The Development of Organizational Linkages between Political Parties and Citizens (1960-1989)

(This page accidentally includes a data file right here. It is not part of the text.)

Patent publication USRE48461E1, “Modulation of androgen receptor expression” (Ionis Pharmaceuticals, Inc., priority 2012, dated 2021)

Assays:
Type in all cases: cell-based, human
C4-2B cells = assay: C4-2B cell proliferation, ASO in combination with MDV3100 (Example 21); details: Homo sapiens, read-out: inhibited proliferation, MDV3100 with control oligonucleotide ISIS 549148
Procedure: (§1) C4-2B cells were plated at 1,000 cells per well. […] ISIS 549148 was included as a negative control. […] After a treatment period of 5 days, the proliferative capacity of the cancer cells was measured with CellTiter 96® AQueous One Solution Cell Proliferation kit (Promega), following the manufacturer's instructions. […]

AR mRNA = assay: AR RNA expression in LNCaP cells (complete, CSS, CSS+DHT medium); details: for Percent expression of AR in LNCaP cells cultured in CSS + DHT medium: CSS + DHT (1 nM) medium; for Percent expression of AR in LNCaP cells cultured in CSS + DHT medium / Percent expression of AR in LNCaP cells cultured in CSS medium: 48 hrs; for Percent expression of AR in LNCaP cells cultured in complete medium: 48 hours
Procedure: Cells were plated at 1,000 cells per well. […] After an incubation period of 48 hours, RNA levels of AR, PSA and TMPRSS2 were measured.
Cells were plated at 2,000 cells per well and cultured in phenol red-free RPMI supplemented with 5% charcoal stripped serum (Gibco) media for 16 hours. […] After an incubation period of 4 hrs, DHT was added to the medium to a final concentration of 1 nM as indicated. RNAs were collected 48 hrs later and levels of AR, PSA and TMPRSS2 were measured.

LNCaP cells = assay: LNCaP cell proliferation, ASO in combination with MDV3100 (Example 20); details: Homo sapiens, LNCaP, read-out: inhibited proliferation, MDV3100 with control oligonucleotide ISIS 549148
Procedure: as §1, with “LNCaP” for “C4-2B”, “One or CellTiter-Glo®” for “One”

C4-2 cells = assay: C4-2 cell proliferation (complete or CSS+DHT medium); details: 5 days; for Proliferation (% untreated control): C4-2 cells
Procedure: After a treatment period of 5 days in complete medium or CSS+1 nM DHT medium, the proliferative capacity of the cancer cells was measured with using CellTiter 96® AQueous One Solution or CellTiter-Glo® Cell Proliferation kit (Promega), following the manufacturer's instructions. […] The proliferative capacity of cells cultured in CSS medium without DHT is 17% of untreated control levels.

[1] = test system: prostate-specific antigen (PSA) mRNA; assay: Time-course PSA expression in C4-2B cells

Adopting a broadly comparative approach and covering 11 Western European countries, the project focused on how parties seek to stabilize their electorates via organizational linkages. In principle, there are two methods parties can use when attempting to create voter loyalty: They can approach voters directly via the mass media or they can try to connect to specific segments of the electorate through different types of intermediary organizations. In order to ensure their organizational survival, parties need to make sure that they respond adequately to their voters' preferences. Despite the greatly enhanced quality of survey research and new methods of political marketing, they still need intermediary actors who select and aggregate demands of specific segments of society and feed them into the decision-making process of political parties. These processes of interaction may be formalized or they may be based on informal contacts. In either case, they involve a process of exchange between organizational and party elites where certain policy commitments are traded for the promise to mobilize electoral support among organizational members or sympathizers on behalf of that particular party. In a nutshell, these intermediary organizations represent relevant organizational environments, which can be used by party elites to stabilize their electorates through organizationally mediated linkages. There are different types of relevant intermediary organizations. They include collateral organizations which are formally linked to the main party organizational structure and collateral organizations which maintain only informal connection with a specific party (or political camp). In addition, a party's own membership organization can be conceptualized as a collateral organization (from the perspective of party elites); new social movements are another kind of relevant intermediary organizational actor for political parties. Since parties are interested in predictable and stable linkages to relevant environments, formal ties are more relevant than informal connections. The increasing social differentiation of western societies has led to pluralization of social stratification and concomitant interests. This has led to an erosion of the capacity of intermediary organizations to integrate large social groups and aggregate their interest. As a result, the relevance of organizational ties between parties and such organizations has declined. They simply cannot 'deliver' the votes of their constituencies to the degree they could in the past. Simultaneously, intra-organizational resistance against exclusive ties with a specific party has tended to grow for the same reasons. To a degree, traditional parties have attempted to compensate for this loss of social anchorage by creating more collateral organizations which are part of their own party structure. Empirical analyses show that such strategies are partially successful: Parties with strong organizationally mediated linkages and strong membership organizations tend to have more stable electorates. At the same time, the share of new parties has grown continuously in western Europe. Since they tend to have very few organizational linkages, the anchorage of western European party systems in the intermediary sectors has declined across the board.